Imagens das páginas

Ch. Just. And so they are.

[lord. As far as France: I heard a bird so sing, Lan. The king hath call'd his parliament, my Whose music, to my thinking, pleas'd the king. Ch. Just. He hath.

Come, will you hence? Lan. I will lay odds,-that cre this year expire,

[Ereunia We bear our civil swords, and native tire,

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FIRST, my fear; then, my court's'; last, my meill you command te to use my legs? and yet

speech. In deur is, your displeasure, my that ziere but light payment,--to dance out of couri'sy, any duty; and ny speech, to beg your your debt. But a good conscience will make

any pardons. I you look for a good speech nore, possible satisfaction, and so will l. All the genyou undo me : for what I hate to say, is of mine litezeomlen here huté forgiven me ; is the genileown inahing: und that, indeed, I should sui), men will not, then the gentlemen do not agree will, I doubl, prore mine otun murring. But io with the genilwomen, which was never seen bethe purpose, and so to the venture. --B, it known fore in such an assembly. to you (as it is very trell) I was lutely here in One word more, I beseech you. If you be the end of a displeasing play, to pray your pa,

not too much clou'd with fut meat, our humble tience for it, and to promise you a better. I did author will continue the story, with Sir John in mean, indeed, to pay you with this; vehich it, it, and make you merry with fair Katharine of like an ill venture, it' come unluckily home, 1 Frunce: where, for any thing I know, Falstuit break, and you, my gentle creditors, lose. Here, shall die of a sweat, unless already he be killed I promised you, I rvould be, and here I commit with your hard opinions ; for Oldcastle died a my body to your mercies: bate me some, and I martin', and this is not the man. My tongue is will pay you some, und, as most debtors do, pro- ucury; when my legs are too, I will bid

you mise you infinitely.

good night : and so kneel down before you;—but, If my tongue cannot entreat you to acquit me,l lindeed, to pray for the queen.

1 This epilogue was merely occasional, and alludes to some theatrical transaction. ? It was the custoin of the old players, at the end of their performance, to pray for their patrons. Almost all the ancient interludes conclude with some solemn prayer for the king or queen, house of commons, &c. Hence, perhaps, the l'itunt Her et Regina, at the bottom of our modern play-bills.





King HENRY the Fifth.

NYM,BARDOLPH,PISTOL,Boy, formerly Servants Duke of GLOSTER, Duke of BEDFORD,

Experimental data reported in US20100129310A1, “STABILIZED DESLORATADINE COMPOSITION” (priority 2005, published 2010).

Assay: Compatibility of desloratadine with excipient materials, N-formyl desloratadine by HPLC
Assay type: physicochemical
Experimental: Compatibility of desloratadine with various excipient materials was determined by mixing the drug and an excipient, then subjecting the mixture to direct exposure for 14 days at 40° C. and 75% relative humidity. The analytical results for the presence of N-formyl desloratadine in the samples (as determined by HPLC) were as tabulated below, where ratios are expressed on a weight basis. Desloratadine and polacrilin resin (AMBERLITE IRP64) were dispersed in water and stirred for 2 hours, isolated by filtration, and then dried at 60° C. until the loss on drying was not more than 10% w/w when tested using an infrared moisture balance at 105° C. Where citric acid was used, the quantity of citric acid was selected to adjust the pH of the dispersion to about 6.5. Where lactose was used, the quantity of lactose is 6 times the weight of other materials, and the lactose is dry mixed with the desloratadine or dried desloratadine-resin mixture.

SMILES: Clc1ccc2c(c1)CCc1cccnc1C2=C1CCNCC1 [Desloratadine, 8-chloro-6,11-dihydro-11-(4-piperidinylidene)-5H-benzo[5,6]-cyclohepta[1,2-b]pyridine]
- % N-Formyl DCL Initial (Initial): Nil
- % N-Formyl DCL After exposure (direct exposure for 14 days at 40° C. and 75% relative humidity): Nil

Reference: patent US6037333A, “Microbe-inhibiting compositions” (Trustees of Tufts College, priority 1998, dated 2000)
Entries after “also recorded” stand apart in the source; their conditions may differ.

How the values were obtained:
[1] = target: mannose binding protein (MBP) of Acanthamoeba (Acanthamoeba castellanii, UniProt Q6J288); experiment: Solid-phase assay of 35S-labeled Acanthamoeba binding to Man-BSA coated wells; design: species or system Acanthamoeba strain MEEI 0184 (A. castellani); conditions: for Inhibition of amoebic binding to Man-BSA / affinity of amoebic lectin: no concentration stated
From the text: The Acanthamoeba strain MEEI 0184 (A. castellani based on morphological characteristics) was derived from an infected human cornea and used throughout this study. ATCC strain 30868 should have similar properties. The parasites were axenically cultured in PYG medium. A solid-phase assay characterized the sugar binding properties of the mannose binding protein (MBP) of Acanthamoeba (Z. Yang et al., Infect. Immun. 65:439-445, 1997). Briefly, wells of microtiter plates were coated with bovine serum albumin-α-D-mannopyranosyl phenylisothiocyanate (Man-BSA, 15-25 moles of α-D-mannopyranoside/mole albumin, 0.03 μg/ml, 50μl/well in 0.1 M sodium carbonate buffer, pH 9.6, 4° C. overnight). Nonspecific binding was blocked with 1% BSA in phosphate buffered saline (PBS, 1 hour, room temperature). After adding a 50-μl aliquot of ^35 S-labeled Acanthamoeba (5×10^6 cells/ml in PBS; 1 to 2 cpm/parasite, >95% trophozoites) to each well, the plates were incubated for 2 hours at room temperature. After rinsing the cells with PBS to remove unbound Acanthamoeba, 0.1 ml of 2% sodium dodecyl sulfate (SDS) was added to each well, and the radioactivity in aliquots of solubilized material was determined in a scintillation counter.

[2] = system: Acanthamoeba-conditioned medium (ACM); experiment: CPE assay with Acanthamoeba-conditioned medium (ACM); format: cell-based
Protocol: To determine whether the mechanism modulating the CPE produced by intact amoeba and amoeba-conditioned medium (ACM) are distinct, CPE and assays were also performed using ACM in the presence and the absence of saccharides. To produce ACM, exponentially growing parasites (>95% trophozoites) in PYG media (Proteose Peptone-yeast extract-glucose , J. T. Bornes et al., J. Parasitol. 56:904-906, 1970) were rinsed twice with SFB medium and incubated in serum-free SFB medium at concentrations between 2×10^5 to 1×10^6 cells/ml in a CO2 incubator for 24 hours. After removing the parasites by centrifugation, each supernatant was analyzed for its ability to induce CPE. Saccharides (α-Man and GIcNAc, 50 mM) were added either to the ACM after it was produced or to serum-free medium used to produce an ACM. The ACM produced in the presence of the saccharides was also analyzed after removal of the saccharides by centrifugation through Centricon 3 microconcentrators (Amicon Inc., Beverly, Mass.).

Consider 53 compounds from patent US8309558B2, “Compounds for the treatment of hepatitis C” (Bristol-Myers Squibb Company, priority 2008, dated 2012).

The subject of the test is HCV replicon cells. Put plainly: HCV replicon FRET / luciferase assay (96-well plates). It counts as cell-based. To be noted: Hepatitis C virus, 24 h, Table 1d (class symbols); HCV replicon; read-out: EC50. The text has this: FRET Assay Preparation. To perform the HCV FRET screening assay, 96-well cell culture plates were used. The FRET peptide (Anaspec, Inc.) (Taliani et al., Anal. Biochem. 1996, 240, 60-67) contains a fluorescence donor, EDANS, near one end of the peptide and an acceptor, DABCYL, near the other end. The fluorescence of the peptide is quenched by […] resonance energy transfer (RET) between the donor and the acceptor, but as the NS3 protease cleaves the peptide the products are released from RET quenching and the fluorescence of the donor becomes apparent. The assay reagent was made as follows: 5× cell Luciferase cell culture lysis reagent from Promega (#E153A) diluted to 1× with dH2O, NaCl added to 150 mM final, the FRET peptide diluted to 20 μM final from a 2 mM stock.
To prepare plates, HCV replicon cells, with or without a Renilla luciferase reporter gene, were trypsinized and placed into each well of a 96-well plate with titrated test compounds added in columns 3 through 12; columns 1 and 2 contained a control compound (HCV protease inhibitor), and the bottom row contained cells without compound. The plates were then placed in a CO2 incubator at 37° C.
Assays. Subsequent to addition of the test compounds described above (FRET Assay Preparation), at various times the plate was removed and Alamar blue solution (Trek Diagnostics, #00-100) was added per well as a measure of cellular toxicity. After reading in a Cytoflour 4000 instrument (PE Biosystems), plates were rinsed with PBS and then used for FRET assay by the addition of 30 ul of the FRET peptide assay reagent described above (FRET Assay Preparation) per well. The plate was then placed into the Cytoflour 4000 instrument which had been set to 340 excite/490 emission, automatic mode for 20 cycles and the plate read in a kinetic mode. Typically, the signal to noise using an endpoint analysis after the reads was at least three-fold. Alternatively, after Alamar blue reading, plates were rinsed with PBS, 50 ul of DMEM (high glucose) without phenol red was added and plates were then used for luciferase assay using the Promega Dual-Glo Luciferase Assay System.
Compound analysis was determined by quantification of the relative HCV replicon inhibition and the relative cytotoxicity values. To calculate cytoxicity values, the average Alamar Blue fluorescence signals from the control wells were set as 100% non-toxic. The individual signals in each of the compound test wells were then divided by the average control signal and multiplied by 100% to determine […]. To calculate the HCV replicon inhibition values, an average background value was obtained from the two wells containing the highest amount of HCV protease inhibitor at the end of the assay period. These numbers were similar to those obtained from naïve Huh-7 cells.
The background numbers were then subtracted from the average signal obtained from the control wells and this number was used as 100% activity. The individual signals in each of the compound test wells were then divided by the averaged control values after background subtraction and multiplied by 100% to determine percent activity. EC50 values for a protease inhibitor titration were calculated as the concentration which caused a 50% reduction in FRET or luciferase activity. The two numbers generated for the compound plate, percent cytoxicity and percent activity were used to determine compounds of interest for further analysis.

to Falstaff, now Soldiers in the King's army. Brothers to the King.

Bates, Court, WILLIAMS, Soldiers.
Duke of YORK,

CHARLES, the Sixth, of France.
Duke of EXETER,
Uncles to the King.

The Dauphin.



GRANDPREE, French Lords. Archbishop of CANTERBURY.

Governor of HARFLEUR. Bishop of Ely.

MONTJOY, a Herald. Eurl of CAMBRIDGE,

Ambassadors to the King of England. Lord SCROOP,

Conspirators against Sir Thomas GREY, the King.

ISABEL, Queen of France. Sir Thomas ERPINGHAM, GOWER, FLUELLIN, KATHARINE, Daughter to the King of France.

MACKMORRIS, Jamy, Officers in King Hen- Alice, a Lady attending on the Princess Kathary's army.

QUICKLY, Pistol's Wife, an Hostess. [rine.

|Chorus. Lords, Messengers, French and English Soldiers, with other Attendants. The SCENE, at the Beginning of the Play, lies in England; but afterwards, wholly in France

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On your imaginary forces' work: , The brightest heaven of invention! Suppose, within the girdle of these walls A kingdom for a stage, princes to act,

Are now confin'd two mighty monarchies, And monarchs to behold the swelling scene! Whose high upreared and abutting fronts Then should the warlike Harry, like himself, 5 The perilous narrow ocean parts asunder. Assume the port of Mars; and, at his heels, Piece out our imperfections with your thoughts; . Leash'd in like hounds, should famine, sword, and Into a thousand parts divide one inan, fire,

[all, And make imaginary puissance: Crouch for employment. But pardon, gentles Think, when we talk of horses, that you see thein The flat unraised spirit, that bath dar’d, 10 Printing their proud hoofs i' the receiving earth: On this unworthy scaffold, to bring forth

For 'tis your thoughts that now must deck our So great an object: Can this cockpit hold The vasty field of France? or may we cram, Carry them here and there; jumping o'er times; Within this tooden 0 }, the very casques Turning the accomplishment of many years That did affright the air at Agincourt ? 15 Into an hour-glass; For the which supply; 0, pardon! since a crooked tigure may

Admit me chorus to this history; Attest, in little place, a million ;

Who, prologue-like, your humble patience pray, And let us, cyphers to this great accompt, Gently to hear, kindly to judge, our play.